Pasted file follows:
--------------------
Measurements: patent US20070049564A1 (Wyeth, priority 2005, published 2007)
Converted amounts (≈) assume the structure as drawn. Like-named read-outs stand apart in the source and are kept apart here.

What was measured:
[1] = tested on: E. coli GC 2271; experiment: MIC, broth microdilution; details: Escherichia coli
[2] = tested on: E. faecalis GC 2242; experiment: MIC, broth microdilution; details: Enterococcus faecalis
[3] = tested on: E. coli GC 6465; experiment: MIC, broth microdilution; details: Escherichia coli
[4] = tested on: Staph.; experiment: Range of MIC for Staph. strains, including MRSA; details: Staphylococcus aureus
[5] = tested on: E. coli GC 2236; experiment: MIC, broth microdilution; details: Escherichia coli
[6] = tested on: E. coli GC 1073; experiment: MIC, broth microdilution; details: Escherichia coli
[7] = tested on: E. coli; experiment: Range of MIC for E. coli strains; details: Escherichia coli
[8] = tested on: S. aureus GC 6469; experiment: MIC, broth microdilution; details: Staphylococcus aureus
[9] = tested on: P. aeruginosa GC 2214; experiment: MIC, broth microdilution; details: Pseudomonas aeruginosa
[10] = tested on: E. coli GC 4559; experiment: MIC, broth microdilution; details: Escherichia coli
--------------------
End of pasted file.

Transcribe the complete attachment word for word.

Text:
Measurements: patent US20070049564A1 (Wyeth, priority 2005, published 2007)
Converted amounts (≈) assume the structure as drawn. Like-named read-outs stand apart in the source and are kept apart here.

What was measured:
[1] = tested on: E. coli GC 2271; experiment: MIC, broth microdilution; details: Escherichia coli
[2] = tested on: E. faecalis GC 2242; experiment: MIC, broth microdilution; details: Enterococcus faecalis
[3] = tested on: E. coli GC 6465; experiment: MIC, broth microdilution; details: Escherichia coli
[4] = tested on: Staph.; experiment: Range of MIC for Staph. strains, including MRSA; details: Staphylococcus aureus
[5] = tested on: E. coli GC 2236; experiment: MIC, broth microdilution; details: Escherichia coli
[6] = tested on: E. coli GC 1073; experiment: MIC, broth microdilution; details: Escherichia coli
[7] = tested on: E. coli; experiment: Range of MIC for E. coli strains; details: Escherichia coli
[8] = tested on: S. aureus GC 6469; experiment: MIC, broth microdilution; details: Staphylococcus aureus
[9] = tested on: P. aeruginosa GC 2214; experiment: MIC, broth microdilution; details: Pseudomonas aeruginosa
[10] = tested on: E. coli GC 4559; experiment: MIC, broth microdilution; details: Escherichia coli